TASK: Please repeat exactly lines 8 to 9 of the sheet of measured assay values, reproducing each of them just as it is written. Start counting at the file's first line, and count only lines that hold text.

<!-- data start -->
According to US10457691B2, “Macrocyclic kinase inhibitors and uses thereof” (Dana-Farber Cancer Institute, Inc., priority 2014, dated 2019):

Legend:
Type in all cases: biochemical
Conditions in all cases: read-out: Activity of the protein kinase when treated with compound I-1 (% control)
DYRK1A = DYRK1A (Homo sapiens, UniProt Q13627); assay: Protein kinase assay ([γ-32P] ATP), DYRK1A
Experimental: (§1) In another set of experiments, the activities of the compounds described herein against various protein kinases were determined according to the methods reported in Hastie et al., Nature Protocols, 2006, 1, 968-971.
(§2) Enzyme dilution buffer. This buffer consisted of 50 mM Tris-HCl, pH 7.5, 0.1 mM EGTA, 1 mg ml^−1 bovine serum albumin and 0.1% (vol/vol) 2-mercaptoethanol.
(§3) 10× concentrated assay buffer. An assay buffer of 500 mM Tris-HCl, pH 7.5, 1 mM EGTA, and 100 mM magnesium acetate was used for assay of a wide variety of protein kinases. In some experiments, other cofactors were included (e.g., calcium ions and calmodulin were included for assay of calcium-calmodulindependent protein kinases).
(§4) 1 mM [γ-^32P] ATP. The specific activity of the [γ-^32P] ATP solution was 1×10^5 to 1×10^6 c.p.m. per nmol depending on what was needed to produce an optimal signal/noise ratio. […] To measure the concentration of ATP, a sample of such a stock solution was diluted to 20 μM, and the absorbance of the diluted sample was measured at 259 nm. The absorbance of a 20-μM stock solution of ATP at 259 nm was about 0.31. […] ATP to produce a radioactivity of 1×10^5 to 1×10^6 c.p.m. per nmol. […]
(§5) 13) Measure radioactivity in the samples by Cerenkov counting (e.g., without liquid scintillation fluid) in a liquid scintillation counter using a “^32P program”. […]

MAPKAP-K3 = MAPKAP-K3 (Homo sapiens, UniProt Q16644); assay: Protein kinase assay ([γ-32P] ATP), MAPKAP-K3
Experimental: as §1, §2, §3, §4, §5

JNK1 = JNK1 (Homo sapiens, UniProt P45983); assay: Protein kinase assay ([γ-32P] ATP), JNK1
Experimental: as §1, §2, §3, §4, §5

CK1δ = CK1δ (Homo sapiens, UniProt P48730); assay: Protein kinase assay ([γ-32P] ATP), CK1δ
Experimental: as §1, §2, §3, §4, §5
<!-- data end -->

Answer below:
(§3) 10× concentrated assay buffer. An assay buffer of 500 mM Tris-HCl, pH 7.5, 1 mM EGTA, and 100 mM magnesium acetate was used for assay of a wide variety of protein kinases. In some experiments, other cofactors were included (e.g., calcium ions and calmodulin were included for assay of calcium-calmodulindependent protein kinases).
(§4) 1 mM [γ-^32P] ATP. The specific activity of the [γ-^32P] ATP solution was 1×10^5 to 1×10^6 c.p.m. per nmol depending on what was needed to produce an optimal signal/noise ratio. […] To measure the concentration of ATP, a sample of such a stock solution was diluted to 20 μM, and the absorbance of the diluted sample was measured at 259 nm. The absorbance of a 20-μM stock solution of ATP at 259 nm was about 0.31. […] ATP to produce a radioactivity of 1×10^5 to 1×10^6 c.p.m. per nmol. […]